While he himself preferred to keep the world guessing for a few more days, US President Donald Trump was reported to have decided to pull the United States out of the 2015 Paris Agreement on climate change, a move that could have far-reaching consequences for the global plan to deal with mankind’s biggest environmental crisis.
“I will be announcing my decision on the Paris Accord over the next few days. MAKE AMERICA GREAT AGAIN!,” Trump tweeted minutes after several US media organisations, including The New York Times and The Washington Post quoted unnamed sources as saying that the President had decided to pull out. The news was first reported by axios.com news website that attributed it to two sources “with direct knowledge of the decision”.
Just four days ago, Trump had refused to become party to a G-7 declaration that reaffirmed the group’s commitment to the Paris agreement. Later in the day, he had tweeted that he would “make a final decision on the Paris agreement next week” (this week).
The decision itself, whenever it is taken, is unlikely to surprise. Trump, during his Presidential campaign, had described climate change as a “Chinese conspiracy” and a “hoax,” and had promised to pull US out of it. Ever since he won the election last year — the results came while the year-ending annual climate change conference in Marrakesh was on — a pull-out seemed like a distinct possibility.
As the world’s second biggest emitter of greenhouse gases after China, and the prime engine to mobilise financial and technological resources on a global scale, the United States is crucial to the success of the landmark climate agreement that seeks to keep the earth’s average temperatures from rising beyond 2 degrees Celsius from the pre-industrial levels, something that science says could trigger irreversible and catastrophic impact on the planet.
“The global climate architecture would no doubt suffer in the absence of the United States. What we needed is accelerated action to fight climate change. Instead, US pull-out, even in the best case scenario from here on, would mean a big slowdown on climate action. At the same time, however, not everything would come to a halt. India’s own actions, for example, are likely to continue almost unaffected,” Ajay Mathur, head of Delhi-based The Energy and Resources Institute said.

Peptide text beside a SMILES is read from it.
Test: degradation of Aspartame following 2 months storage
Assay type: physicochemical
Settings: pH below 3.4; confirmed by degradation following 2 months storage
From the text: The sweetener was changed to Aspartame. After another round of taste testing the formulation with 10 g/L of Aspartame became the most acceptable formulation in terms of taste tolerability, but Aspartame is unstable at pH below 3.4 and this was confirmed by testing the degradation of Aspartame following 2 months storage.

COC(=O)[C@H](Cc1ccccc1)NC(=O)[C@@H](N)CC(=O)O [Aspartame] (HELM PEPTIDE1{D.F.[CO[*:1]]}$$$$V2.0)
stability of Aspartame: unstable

The US decision puts the Paris Agreement in danger of becoming another Kyoto Protocol that has remained a major under-achiever.
The 1997 Kyoto Protocol is the first global climate agreement and it is this agreement that Paris Agreement seeks to replace by the year 2020.
The United States, under George Bush administration, had refused to ratify the Kyoto Protocol and never became a member. In fact, it actively undercut the Kyoto Protocol and was one of the prime movers behind the effort to negotiate a new global agreement that came into being in Paris in 2015.
Unlike the Kyoto Protocol, however, the United States has ratified the Paris Agreement, the ratification having been done in the last months of Barack Obama administration last year amidst distinct possibility of Trump emerging victorious in the ensuing Presidential elections.
As a result, a US pull-out from the Paris Agreement cannot be immediate. Under the provisions of the agreement, a member country cannot withdraw for the first three years after ratifying it. After that period is over, the country must give a one-year advance notice to withdraw. It means that even if Trump does decide to pull the US out, the actual withdrawal would not happen until well after his current Presidential term is over.
It is because of this reason that Trump is feared to exercise an even radical option, that of pulling out from the UNFCCC (UN Framework Convention on Climate Change) itself. The 1994 UNFCCC is the parent framework agreement on climate change that sets down the broad principles and goals for a global architecture to fight climate change. It is the UNFCCC that had called upon countries to negotiate an agreement to cut down their emissions. Both the Kyoto Protocol and the Paris Agreement were negotiated under the provisions of UNFCCC. All the members of Paris Agreement are members of UNFCCC as well.
Unlike the Paris Agreement, a withdrawal from the UNFCCC can happen within a year itself, as the three-year period after ratification is long over.
But this would be a more fundamental parting of ways for the United States because in that case it would not even be participating in any future climate change conferences that happen under the provisions of UNFCCC every year.